Armed fighters are stealing British food parcels destined for starving Syrians, according to the National Audit Office (NAO). Auditors found some of the £1.1bn of aid pledged by UK taxpayers in response to the Syria crisis had been targeted by militants, with £70,000 worth of items stolen in just one raid.

The NAO, which is responsible for monitoring Whitehall department spending, said changing frontlines in the conflict in Syria had made it difficult for aid convoys to know which passages were safe.

In a report published on Thursday (21 January), the NAO said UK aid partners "have on occasions experienced aid diversion due to armed groups". It added: "The items that are stolen by these groups vary, but food baskets are particularly targeted. The Department for International Development (DfID) and its partners take several precautions to minimise the risk of theft, but these are not always successful in light of changing frontlines.

"The Department assesses that the losses are well within its risk appetite for Syria, which is high due to the inherent challenges of responding on a large humanitarian scale in a warzone where humanitarian access is not recognised by all parties to the conflict."

The UK government has funded some 20 million food rations as part of what has become the country's biggest ever response to a humanitarian crisis.

The report did not reveal whether the armed groups stealing the food parcels were fighters from the Islamic State (Isis). In February 2015, the UN spoke of its alarm after seeing images of its own Syrian aid being distributed from boxes bearing the Isis emblem.

The World Food Programme said it was \'extremely concerned\' after images of its Syria food aid was seen marked with Isis flag Twitter

The NAO also reported UK aid work in Syria had been targeted by what it classes as "fraud", with 16 incidents in 2014/15 resulting in total unrecovered losses of £150,000. The largest single loss was when non-food items from a warehouse in northern Syria were stolen, costing the government £70,000.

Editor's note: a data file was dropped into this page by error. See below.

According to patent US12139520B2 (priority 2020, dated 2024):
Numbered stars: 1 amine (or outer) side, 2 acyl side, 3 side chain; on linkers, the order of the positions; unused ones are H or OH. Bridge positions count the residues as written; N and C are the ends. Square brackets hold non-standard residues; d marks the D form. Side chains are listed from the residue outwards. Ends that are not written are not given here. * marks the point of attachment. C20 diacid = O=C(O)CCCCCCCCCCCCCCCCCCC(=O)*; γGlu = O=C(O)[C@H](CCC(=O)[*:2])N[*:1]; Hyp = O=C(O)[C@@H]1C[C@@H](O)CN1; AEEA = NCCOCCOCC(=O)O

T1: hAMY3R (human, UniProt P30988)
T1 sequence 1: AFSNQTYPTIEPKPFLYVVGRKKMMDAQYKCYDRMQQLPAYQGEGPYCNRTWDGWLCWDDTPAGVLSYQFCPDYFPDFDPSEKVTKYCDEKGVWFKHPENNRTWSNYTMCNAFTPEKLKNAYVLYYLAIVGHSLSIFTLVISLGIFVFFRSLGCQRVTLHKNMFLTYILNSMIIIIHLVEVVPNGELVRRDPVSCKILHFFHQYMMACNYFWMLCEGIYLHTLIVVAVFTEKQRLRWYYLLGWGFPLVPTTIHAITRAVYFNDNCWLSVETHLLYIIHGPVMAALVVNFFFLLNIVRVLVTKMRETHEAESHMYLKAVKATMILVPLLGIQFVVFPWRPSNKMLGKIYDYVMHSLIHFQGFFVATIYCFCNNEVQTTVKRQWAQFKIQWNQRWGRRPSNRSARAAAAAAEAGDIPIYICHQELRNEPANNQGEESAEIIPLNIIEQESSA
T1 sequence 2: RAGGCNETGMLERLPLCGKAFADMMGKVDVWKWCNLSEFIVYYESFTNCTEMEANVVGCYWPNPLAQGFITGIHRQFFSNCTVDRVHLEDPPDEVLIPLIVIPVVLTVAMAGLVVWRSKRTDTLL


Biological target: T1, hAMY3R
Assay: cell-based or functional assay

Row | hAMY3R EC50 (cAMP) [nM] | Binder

The NAO said UK spending on humanitarian interventions across the world had almost trebled between 2010 and 2015 to more than £1bn per year. Since 2011, DfId has responded to 32 crises, including in Syria, Yemen, Nepal, the Horn of Africa, and Sierra Leone.

The NAO warned the aid budget risked being strained because the UK was being drawn into more and more protracted crises. It said the government "does not have a comprehensive set of criteria which underpin whether, and then when and how, to exit from crises".

Its report also found the UK's reaction to events in the Middle East had been hampered because it "did not have a local presence to support its response". In one case, aid work suffered delays because DfID's team was unable to access basic equipment like a printer when it first arrived in Lebanon to set up a base of operations. It also saw efforts to recruit a deputy head in Lebanon take nine months.

A DfID spokesman said: "Working in conflict-affected countries carries inherent risk but we do not tolerate any misuse of aid. As with all our work, we apply the most rigorous checks to ensure our aid reaches those who need it and achieves the very best value for taxpayers' money.

"As the number of complex and protracted crises continues to rise, our work in some of the most dangerous places is not only saving lives but also benefitting Britain by building greater stability and security overseas."